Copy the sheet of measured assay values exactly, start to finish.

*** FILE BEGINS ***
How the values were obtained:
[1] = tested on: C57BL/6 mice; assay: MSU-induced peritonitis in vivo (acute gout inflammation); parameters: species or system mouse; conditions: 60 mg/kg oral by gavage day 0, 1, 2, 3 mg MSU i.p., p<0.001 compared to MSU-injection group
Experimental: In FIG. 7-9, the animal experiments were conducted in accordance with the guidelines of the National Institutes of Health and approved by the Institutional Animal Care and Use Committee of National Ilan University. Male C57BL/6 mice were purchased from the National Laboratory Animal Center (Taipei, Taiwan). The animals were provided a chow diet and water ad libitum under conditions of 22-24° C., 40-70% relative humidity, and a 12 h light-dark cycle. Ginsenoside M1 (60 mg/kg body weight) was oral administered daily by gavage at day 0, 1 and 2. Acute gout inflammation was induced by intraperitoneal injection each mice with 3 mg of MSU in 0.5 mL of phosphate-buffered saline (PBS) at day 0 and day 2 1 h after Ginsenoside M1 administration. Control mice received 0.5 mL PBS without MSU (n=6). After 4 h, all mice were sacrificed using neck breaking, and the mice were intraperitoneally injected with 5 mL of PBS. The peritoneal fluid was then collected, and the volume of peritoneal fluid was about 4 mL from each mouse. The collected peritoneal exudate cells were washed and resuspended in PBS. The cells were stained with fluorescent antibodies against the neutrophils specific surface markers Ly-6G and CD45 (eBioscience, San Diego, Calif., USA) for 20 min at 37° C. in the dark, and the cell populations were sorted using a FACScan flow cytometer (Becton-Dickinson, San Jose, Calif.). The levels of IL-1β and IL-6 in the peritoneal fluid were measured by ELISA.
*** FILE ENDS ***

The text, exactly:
How the values were obtained:
[1] = tested on: C57BL/6 mice; assay: MSU-induced peritonitis in vivo (acute gout inflammation); parameters: species or system mouse; conditions: 60 mg/kg oral by gavage day 0, 1, 2, 3 mg MSU i.p., p<0.001 compared to MSU-injection group
Experimental: In FIG. 7-9, the animal experiments were conducted in accordance with the guidelines of the National Institutes of Health and approved by the Institutional Animal Care and Use Committee of National Ilan University. Male C57BL/6 mice were purchased from the National Laboratory Animal Center (Taipei, Taiwan). The animals were provided a chow diet and water ad libitum under conditions of 22-24° C., 40-70% relative humidity, and a 12 h light-dark cycle. Ginsenoside M1 (60 mg/kg body weight) was oral administered daily by gavage at day 0, 1 and 2. Acute gout inflammation was induced by intraperitoneal injection each mice with 3 mg of MSU in 0.5 mL of phosphate-buffered saline (PBS) at day 0 and day 2 1 h after Ginsenoside M1 administration. Control mice received 0.5 mL PBS without MSU (n=6). After 4 h, all mice were sacrificed using neck breaking, and the mice were intraperitoneally injected with 5 mL of PBS. The peritoneal fluid was then collected, and the volume of peritoneal fluid was about 4 mL from each mouse. The collected peritoneal exudate cells were washed and resuspended in PBS. The cells were stained with fluorescent antibodies against the neutrophils specific surface markers Ly-6G and CD45 (eBioscience, San Diego, Calif., USA) for 20 min at 37° C. in the dark, and the cell populations were sorted using a FACScan flow cytometer (Becton-Dickinson, San Jose, Calif.). The levels of IL-1β and IL-6 in the peritoneal fluid were measured by ELISA.